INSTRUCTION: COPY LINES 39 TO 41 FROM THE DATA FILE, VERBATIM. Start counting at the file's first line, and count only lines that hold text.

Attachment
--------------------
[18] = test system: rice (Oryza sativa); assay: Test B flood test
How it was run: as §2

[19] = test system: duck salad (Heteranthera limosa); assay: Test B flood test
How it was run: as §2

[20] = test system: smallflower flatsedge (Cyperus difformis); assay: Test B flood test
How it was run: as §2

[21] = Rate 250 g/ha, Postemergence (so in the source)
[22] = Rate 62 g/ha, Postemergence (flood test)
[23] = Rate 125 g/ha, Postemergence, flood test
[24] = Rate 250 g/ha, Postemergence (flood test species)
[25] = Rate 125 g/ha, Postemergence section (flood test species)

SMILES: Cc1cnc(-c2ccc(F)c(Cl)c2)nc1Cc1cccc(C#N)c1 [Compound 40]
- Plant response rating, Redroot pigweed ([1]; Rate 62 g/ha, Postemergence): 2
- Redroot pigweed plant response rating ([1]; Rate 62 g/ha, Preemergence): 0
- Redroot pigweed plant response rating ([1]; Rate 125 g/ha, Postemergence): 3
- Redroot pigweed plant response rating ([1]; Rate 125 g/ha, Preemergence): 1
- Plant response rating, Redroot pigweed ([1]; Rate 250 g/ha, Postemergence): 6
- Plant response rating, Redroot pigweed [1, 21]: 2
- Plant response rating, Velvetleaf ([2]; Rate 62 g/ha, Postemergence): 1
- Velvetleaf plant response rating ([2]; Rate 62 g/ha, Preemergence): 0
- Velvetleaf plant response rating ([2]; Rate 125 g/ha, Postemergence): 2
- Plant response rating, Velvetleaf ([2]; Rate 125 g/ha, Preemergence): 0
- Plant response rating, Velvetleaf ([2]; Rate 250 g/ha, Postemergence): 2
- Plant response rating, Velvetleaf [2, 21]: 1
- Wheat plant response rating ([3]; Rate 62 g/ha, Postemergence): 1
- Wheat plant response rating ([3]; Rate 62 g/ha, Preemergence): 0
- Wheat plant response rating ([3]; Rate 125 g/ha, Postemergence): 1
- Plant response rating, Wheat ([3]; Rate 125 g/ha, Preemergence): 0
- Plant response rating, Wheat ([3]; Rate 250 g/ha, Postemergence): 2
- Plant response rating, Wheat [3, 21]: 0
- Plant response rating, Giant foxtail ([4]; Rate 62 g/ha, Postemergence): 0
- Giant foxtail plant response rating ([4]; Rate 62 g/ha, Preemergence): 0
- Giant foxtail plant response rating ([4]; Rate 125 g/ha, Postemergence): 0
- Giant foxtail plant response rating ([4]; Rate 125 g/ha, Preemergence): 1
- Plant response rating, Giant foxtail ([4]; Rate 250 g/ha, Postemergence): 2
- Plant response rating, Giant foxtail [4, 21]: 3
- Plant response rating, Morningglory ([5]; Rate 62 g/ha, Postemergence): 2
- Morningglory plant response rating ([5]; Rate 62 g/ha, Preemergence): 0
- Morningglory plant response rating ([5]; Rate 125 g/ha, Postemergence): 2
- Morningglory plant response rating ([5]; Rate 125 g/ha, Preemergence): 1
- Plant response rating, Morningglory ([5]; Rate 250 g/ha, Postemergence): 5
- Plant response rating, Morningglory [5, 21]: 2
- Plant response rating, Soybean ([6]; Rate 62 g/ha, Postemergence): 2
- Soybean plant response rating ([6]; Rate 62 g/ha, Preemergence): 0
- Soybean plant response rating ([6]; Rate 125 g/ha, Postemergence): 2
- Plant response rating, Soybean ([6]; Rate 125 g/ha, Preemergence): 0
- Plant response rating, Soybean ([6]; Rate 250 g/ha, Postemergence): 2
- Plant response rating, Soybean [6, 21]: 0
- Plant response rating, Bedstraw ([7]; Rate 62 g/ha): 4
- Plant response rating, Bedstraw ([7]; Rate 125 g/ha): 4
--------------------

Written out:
- Morningglory plant response rating ([5]; Rate 125 g/ha, Postemergence): 2
- Morningglory plant response rating ([5]; Rate 125 g/ha, Preemergence): 1
- Plant response rating, Morningglory ([5]; Rate 250 g/ha, Postemergence): 5